References Cited by the Examiner UNITED STATES PATENTS CHARLES E. OCONNELL, Primary Examiner.


Patent Citations
Cited PatentFiling datePublication dateApplicantTitle
US1950101 *Jun 5, 1931Mar 6, 1934Dixon Leslie JDrill bit
US2578593 *Oct 29, 1946Dec 11, 1951Orville PhippsAuger-type drill bit
US2648525 *Jun 9, 1948Aug 11, 1953Orville PhippsCore-breaking drill bit for doubleflute augers
US2740612 *Feb 23, 1954Apr 3, 1956Orville PhippsTwo-arm rotary drill bit
Referenced by
Citing PatentFiling datePublication dateApplicantTitle
US3301339 *Jun 19, 1964Jan 31, 1967Exxon Production Research CoDrill bit with wear resistant material on blade
US4538691 *Jan 30, 1984Sep 3, 1985Strata Bit CorporationRotary drill bit
US4640374 *Sep 3, 1985Feb 3, 1987Strata Bit CorporationRotary drill bit
US7571780 *Sep 25, 2006Aug 11, 2009Hall David RJack element for a drill bit
US7954401Jun 7, 2011Schlumberger Technology CorporationMethod of assembling a drill bit with a jack element
US8225883Jul 24, 2012Schlumberger Technology CorporationDownhole percussive tool with alternating pressure differentials
US8281882May 29, 2009Oct 9, 2012Schlumberger Technology CorporationJack element for a drill bit
US8297378Oct 30, 2012Schlumberger Technology CorporationTurbine driven hammer that oscillates at a constant frequency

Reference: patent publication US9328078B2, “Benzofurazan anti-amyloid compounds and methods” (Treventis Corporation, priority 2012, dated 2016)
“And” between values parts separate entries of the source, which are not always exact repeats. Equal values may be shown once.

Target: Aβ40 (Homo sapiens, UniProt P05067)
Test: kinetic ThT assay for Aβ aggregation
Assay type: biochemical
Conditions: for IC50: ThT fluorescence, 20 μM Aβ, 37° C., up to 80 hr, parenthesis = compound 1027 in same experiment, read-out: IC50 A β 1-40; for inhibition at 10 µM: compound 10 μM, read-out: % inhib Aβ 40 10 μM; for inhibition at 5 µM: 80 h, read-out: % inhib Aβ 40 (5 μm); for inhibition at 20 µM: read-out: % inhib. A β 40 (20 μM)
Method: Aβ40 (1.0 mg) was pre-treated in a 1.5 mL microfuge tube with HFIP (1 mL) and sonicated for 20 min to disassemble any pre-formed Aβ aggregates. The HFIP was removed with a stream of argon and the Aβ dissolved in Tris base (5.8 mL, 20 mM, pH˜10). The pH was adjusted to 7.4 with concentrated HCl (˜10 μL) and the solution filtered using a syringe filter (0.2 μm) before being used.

US8360174Jan 29, 2013Schlumberger Technology CorporationLead the bit rotary steerable tool
US8499857Nov 23, 2009Aug 6, 2013Schlumberger Technology CorporationDownhole jack assembly sensor
US8522897Sep 11, 2009Sep 3, 2013Schlumberger Technology CorporationLead the bit rotary steerable tool
US8528664Jun 28, 2011Sep 10, 2013Schlumberger Technology CorporationDownhole mechanism
US8701799Apr 29, 2009Apr 22, 2014Schlumberger Technology CorporationDrill bit cutter pocket restitution
US8950517Jun 27, 2010Feb 10, 2015Schlumberger Technology CorporationDrill bit with a retained jack element
US20070221406 *Sep 25, 2006Sep 27, 2007Hall David RJack Element for a Drill Bit
US20090183919 *Jul 23, 2009Hall David RDownhole Percussive Tool with Alternating Pressure Differentials
US20110048811 *Jun 27, 2010Mar 3, 2011Schlumberger Technology CorporationDrill bit with a retained jack element
DE3147099A1 *Nov 27, 1981Jul 1, 1982Christensen Inc"drehend arbeitende bohrkrone"
U.S. Classification175/404, 175/426
International ClassificationE21B10/00, E21B10/04
Cooperative ClassificationE21B10/04
European ClassificationE21B10/04